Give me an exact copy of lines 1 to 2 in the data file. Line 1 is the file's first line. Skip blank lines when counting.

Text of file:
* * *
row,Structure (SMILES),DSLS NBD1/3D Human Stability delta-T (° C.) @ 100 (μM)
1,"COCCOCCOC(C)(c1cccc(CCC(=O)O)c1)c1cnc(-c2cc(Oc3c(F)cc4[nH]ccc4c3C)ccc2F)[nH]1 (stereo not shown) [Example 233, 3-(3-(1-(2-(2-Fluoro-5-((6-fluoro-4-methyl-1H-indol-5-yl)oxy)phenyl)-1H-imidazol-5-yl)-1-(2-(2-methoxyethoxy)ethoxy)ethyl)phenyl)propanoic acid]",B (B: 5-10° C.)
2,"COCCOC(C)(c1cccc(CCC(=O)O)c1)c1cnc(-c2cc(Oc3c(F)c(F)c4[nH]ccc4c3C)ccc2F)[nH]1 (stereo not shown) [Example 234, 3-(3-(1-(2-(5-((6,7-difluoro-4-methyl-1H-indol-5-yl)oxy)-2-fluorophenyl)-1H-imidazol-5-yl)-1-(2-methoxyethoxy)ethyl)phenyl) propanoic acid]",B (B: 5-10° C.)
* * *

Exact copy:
row,Structure (SMILES),DSLS NBD1/3D Human Stability delta-T (° C.) @ 100 (μM)
1,"COCCOCCOC(C)(c1cccc(CCC(=O)O)c1)c1cnc(-c2cc(Oc3c(F)cc4[nH]ccc4c3C)ccc2F)[nH]1 (stereo not shown) [Example 233, 3-(3-(1-(2-(2-Fluoro-5-((6-fluoro-4-methyl-1H-indol-5-yl)oxy)phenyl)-1H-imidazol-5-yl)-1-(2-(2-methoxyethoxy)ethoxy)ethyl)phenyl)propanoic acid]",B (B: 5-10° C.)